Make us your home page

Get the quickest, smartest news, analysis and photos from the Bucs game emailed to you shortly after the final whistle.

(View our Privacy Policy)

Levin's big shot puts him at top

SCOTTSDALE, Ariz. — Spencer Levin took one last drag on his cigarette, stamped it out in the rough and climbed into the bunker behind the 17th green. He set up, took a quick glance at the hole and splashed out.

The ball landed about 10 feet from the hole, bounced twice and rolled into the cup for an eagle on the par 4, pushing him to 14 under par Friday in the second round of the Phoenix Open.

A few minutes — and another cigarette — later, he parred the 18th for 8-under 63 and a three-stroke lead at 128.

"Hopefully, I can just keep trying to believe in myself and just keep trying to make my swing, and we'll see what happens," Levin said. "I'm going to give it my best shot. It should be fun. I'm looking forward to it."

Harrison Frazar was 6 under for the round and 11 under overall with three holes left at TPC Scottsdale when play was suspended because of darkness with 34 players yet to complete the round. Frost delayed the start for an hour for the second straight day.

"There toward the end it was getting kind of tough to control the ball and to see it," said Frazar, the St. Jude Classic winner last year. "The temperature dropped, so the ball flies a little differently."

Webb Simpson, the highest-ranked player in the field at No. 6, was third at 8 under along with rookie John Huh (66). Simpson shot 69 in the last group to finish.

"That was probably the darkest I've ever played," Simpson said. "I couldn't really see anything."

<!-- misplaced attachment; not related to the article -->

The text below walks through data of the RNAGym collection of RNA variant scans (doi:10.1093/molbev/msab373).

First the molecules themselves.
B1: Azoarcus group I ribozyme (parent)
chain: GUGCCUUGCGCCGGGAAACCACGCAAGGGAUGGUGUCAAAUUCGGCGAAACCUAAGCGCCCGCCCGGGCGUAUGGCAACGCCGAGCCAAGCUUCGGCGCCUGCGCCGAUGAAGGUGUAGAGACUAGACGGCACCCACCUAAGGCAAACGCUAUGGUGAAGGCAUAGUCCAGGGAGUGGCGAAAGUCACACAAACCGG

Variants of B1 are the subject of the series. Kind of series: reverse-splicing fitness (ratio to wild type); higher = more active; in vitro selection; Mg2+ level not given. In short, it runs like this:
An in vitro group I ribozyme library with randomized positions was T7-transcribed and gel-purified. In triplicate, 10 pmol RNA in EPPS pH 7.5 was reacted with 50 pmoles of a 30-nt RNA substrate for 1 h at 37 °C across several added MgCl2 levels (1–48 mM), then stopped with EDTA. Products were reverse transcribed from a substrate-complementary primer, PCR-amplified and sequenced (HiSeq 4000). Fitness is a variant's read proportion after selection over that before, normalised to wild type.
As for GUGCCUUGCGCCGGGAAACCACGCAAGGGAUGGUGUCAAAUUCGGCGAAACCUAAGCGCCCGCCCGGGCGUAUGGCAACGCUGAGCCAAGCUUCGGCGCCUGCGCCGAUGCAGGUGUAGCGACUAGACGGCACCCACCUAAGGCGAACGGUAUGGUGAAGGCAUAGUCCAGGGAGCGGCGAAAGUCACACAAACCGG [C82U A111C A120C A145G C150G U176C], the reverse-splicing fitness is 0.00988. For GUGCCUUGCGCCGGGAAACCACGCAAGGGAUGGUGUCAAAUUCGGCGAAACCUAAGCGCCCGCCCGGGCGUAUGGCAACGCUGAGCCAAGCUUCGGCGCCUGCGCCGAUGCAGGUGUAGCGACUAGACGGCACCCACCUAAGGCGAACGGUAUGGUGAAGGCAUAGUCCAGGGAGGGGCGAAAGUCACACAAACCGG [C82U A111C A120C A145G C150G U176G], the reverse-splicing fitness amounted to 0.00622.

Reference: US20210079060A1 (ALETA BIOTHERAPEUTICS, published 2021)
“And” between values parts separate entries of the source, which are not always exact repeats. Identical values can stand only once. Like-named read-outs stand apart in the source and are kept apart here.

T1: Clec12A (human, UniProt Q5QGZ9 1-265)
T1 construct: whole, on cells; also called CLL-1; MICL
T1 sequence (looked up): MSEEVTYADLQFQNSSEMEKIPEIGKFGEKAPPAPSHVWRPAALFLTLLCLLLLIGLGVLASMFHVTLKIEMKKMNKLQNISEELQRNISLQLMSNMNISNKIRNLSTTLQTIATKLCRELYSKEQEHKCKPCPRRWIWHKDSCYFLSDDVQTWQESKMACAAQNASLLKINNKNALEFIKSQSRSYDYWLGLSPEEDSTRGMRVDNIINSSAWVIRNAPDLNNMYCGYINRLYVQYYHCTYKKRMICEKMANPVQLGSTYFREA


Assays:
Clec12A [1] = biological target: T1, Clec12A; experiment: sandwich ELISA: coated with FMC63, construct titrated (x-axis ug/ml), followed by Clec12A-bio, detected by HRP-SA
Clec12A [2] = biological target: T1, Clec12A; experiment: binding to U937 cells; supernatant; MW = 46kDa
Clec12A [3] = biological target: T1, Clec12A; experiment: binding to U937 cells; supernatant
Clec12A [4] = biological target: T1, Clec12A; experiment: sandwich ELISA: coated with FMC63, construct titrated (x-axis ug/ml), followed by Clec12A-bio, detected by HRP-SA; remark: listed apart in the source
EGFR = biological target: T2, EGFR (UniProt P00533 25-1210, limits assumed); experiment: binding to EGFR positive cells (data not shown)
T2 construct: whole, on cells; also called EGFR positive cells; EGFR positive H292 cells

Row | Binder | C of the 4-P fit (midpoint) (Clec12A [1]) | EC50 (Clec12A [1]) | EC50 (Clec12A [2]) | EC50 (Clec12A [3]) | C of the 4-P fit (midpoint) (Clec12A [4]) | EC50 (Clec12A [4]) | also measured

Phil Mickelson shot 70 to reach 4-under 138.

Kyle Stanley (66) was 7 under coming off of a devastating defeat Sunday in which he lost a three-stroke lead on the final hole of the Farmers Insurance Open, then lost a playoff to Brandt Snedeker.

Levin, 27, remembered for a hole-in-one and 13th-place tie in the 2004 U.S. Open at Shinnecock while still in school at New Mexico, is winless on the PGA Tour. Last year he lost a playoff to Johnson Wagner in the Mayakoba Golf Classic.

WOMEN: U.S. Open champion So Yeon Ryu shot 11-under 61 to take a four-stroke lead at 17-under 127 after two rounds of the Australian Ladies Masters in Gold Coast. Lexi Thompson, 16, of Coral Springs was tied for ninth, 10 strokes behind the lead, after shooting 70. Tampa's Cindy LaCrosse (70—144) missed the cut by a shot. The event is co-sanctioned by the European and Australian tours.

Levin's big shot puts him at top 02/03/12 [Last modified: Friday, February 3, 2012 11:26pm]
Photo reprints | Article reprints

© 2017 Tampa Bay Times


Join the discussion: Click to view comments, add yours

  1. Strange case: Bucs could face nemesis Case Keenum again


    Who, you might wonder, will be the first NFL quarterback to beat Jameis Winston three times?

    Case Keenum of the Minnesota Vikings drops back to pass in the first half Sunday against the Pittsburgh Steelers at Heinz Field. [Getty Images]
  2. USF men's basketball gets off lightly with NCAA


    Former USF men's basketball coach Orlando Antigua, center, with former assistants Oliver Antigua, left, and Rod Strickland during a game at the Sun Dome on Nov. 9, 2015. (Octavio Jones, Times)
  3. Toledo feels like a second season opener for Miami Hurricanes


    LAKE BUENA VISTA - The schedule says Week 4, but it sure doesn't feel that way for the No. 14 Miami Hurricanes.

    The Miami Hurricanes suit up for practice Tuesday at the ESPN Wide World of Sports complex
  4. HomeTeam 25: Volleyball rankings for Tampa Bay

    Volleyball Preps

    1. Plant (2-0)

    TAMPA - Berkeley Prep senior Isabella Samson looks for an opening against Walton High from Georgia during the championship final on Saturday at the Berkeley Premier tournament. Walton, ranked No. 1 in the country by, went on to defeat the Bucs 25-16, 25-18. Taken 9-16-17 by Scott Purks
  5. For ex-Rays/now Cubs manager Joe Maddon, the legacy is in the jeans


    Joe Maddon has plenty of memories of his time at the Trop during nine years of managing the Rays. "Too many to count,'' he said.